Shadowing O’Malley, the Professor of Peace & Reconciliation at McCormack Graduate School at the University of Massachusetts in Boston, was documentary film-maker Jim Demo of Boston, who is following and filming O’Malley, focusing on the Peacemaker’s life, philosophy, and work. That work by O’Malley, an Eire Society Gold Medal winner in 2008, has taken him to Northern Ireland, Iraq, South Africa, eastern Europe, and similar troubled locales, all in the interest of bringing people in conflict together in search of shared solutions.
Demo continues to film Professor O’Malley at work and occasional play, and hopes when “The Peacemaker” is completed that it will be released on a global basis. For more details on “The Peacemaker” and Jim Demo, turn to kickstarter.com.
The Myth Of The Irish-American Vote—Trina Vargo, former top aide to Senator Edward Kennedy and now Director of the US-Ireland Alliance that, among other duties, administers the George Mitchell Scholars Program, wrote an intriguing article for the Huffington Post. Her thesis was the much over-rated, non-existent Irish-American vote. For years now, and the Obama visit was no different, the Irish news media have suggested that American presidents and would-be presidents visit Ireland chiefly to make points with Irish American voters back home. And at one time in our history there was, especially in urban areas, a distinct Irish vote. Maybe Bill Clinton caught the last wave of it in the nineties, but as Vargo points out, if that was so then it no longer is.
More than half of Irish America is Protestant, Vargo says. And the Irish are but one segment of the ethnic vote, which today is in large part Latino. The Catholic vote, as distinct from other religious blocs, includes Italian, French, and Poles. The Irish voter is many things, depending on education, location, urban-rural, and the factors that drive Irish are the same ones that motivate all voters —the economy, Medicare, jobs, Social Security, abortion, guns, Afghanistan, and on and on. In 2011 there is a Jewish mayor in Chicago, an Italian mayor in Boston and Tip O’Neill, Ted Kennedy and Daniel Patrick Moynihan are all sadly gone—and we have an African-American president. The Irish vote, per se, is as dead as the dodo bird.
With back-to-back US Open golf championships hailing from there, shouldn’t Northern Ireland be the capital of golfdom? ... At 90, Maureen O’Hara is still putting in a tough day’s work organizing her $11 million Legacy Centre set to open in 2013 in Glangarriff, West Cork. … Hurling in the Shankill with two teams from the Falls Road and the Shankill playing in that loyalist stronghold. A first ever. … When will the airline industry stop gouging passengers for greed-driven luggage fees that are out of control? … Irish-born Niall O’Dowd runs a couple of Irish publications out of New York and is looking to parlay that into the Irish Presidency (honest). … Irish music’s signature band U2 made almost $200 million in the 12 months up to May this year. … Ireland next year will chair the world’s largest regional security group as part of the EU. … That pint of Guinness downed by President Obama while in Hayes Pub in Moneygall is worth millions to the parent company in marketing and sales. … Some 15,000 Irish workers are owed $55 million in tax rebates for work done while in Australia in 2009 amd 2010.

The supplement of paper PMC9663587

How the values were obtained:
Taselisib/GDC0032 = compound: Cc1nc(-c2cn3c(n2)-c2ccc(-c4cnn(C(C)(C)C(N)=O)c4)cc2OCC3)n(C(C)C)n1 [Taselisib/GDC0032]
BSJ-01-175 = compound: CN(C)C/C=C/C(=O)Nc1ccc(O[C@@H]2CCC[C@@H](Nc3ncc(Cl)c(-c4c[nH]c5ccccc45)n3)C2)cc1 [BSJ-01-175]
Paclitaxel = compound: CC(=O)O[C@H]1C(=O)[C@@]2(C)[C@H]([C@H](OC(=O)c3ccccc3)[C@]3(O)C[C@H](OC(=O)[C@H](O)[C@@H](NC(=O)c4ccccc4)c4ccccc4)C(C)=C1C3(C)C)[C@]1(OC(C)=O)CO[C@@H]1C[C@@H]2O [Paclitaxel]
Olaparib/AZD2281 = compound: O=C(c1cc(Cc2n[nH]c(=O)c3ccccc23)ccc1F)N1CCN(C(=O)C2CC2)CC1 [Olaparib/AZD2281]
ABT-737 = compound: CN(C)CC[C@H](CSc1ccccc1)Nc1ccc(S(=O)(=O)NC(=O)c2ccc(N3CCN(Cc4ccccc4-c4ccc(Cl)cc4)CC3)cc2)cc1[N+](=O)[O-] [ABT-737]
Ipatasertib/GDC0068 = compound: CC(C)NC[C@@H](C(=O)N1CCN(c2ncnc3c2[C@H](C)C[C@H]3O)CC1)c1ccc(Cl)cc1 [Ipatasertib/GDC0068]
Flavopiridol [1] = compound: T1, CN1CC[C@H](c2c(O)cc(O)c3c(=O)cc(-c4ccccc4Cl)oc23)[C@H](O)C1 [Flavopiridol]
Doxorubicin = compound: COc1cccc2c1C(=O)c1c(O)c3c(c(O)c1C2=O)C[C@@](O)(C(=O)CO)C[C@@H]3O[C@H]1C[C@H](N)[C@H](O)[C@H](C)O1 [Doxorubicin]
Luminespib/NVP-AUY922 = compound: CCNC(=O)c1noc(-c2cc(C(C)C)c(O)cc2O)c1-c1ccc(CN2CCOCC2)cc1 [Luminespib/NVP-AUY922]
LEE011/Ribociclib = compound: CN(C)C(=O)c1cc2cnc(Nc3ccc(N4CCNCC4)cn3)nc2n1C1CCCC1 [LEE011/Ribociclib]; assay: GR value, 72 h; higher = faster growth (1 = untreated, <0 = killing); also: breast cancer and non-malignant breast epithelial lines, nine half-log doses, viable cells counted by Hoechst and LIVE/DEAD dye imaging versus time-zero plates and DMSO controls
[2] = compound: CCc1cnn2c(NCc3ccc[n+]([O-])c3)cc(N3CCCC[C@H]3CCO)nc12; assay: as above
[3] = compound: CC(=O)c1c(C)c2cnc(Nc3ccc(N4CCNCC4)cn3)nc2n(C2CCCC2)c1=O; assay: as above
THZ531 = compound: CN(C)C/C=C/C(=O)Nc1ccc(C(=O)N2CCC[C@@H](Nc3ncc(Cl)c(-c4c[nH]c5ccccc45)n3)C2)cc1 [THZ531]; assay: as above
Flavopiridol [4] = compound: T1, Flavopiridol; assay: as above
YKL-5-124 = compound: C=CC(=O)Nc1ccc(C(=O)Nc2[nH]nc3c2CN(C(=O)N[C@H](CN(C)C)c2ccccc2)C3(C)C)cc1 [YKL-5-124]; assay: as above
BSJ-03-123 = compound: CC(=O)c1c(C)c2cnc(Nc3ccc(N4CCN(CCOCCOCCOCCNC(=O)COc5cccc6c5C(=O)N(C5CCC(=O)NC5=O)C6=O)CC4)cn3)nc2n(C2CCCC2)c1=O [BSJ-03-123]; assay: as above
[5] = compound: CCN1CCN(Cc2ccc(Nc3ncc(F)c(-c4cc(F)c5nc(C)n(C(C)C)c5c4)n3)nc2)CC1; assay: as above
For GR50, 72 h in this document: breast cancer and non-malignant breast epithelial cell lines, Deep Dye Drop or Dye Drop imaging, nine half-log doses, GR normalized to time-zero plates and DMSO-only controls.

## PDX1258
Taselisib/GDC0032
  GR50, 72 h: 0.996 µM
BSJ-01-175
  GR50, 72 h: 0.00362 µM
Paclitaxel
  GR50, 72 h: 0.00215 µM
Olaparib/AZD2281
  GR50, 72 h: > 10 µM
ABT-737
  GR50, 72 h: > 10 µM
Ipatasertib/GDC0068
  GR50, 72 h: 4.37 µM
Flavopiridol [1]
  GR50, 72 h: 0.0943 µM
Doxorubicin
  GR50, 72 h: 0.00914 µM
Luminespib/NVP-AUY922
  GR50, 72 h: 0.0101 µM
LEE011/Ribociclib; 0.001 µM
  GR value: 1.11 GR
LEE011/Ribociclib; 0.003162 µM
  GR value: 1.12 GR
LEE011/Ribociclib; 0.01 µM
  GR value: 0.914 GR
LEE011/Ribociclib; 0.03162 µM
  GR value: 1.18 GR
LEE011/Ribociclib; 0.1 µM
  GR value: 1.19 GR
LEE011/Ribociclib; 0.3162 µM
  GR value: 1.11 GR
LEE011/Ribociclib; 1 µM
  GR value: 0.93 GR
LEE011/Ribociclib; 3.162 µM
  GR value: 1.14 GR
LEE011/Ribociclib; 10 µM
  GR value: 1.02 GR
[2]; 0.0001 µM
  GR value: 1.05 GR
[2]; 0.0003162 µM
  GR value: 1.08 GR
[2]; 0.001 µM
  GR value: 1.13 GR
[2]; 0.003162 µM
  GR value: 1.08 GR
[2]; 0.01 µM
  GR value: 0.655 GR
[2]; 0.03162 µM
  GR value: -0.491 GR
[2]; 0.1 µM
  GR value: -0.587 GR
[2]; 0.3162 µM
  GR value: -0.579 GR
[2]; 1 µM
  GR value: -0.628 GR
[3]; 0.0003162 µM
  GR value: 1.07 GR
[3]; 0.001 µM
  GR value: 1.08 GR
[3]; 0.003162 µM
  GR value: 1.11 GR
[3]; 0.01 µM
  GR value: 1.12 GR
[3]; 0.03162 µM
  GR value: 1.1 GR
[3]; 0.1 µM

A sprawling French style chateau in Killarney donated to Ireland by wealthy Irish American John McShain is being considered as a summer vacation home for the next Irish president. … One-half of all the income tax now collected by the Irish government is used to pay interest on the country’s staggering debt. … The newly elected young Lord Mayor of Belfast, Sinn Fein’s Niall O’Donnghaile, accepted an invitation to attend the Presbyterian Church’s General Assembly and he is the first mayor to visit the Shankill. … To mark the centenary of the launch of the Titanic, Conor McClelland’s Co. Down restaurant Rayanne House is offering an exact reproduction of the last meal of the ill-fated liner. … In case you missed it, Sinn Fein Assembly member Paul Maskey has been elected MP for West Belfast replacing Gerry Adams. … Taoiseach Enda Kenny has told colleagues that the British have refused again to hand over further files of the Dublin-Monaghan bombings. … A revival of sorts is in the works for Ireland’s Irish language theatre, with more plays in Irish being staged then there have been in years. … I have two words for Bank of America customers who were hit last month with a package of new fees: credit unions! … The arrival of Vatican officials in Ireland early in June has renewed speculation that Pope Benedict will visit the old sod next year.
A memorial garden displaying all the names of those who boarded the Titanic on her maiden voyage is being built in Cobh to mark the centenary. … The North’s enterprise minister, Arlene Foster, is saying that reducing the North’s corporate tax rate would add an additional 58,000 jobs. … Today’s report is that the IMF is backing Ireland’s intention to assess losses on bondholders of several large defaulting banks. … Little has changed in the Galway Airport situation: the Irish government will no longer fund it after January 2012 and the Galway chamber is looking for alternate funding. … Colum McCann has won the International IMPAC Dublin Literary Award and its 100,000 euro purse.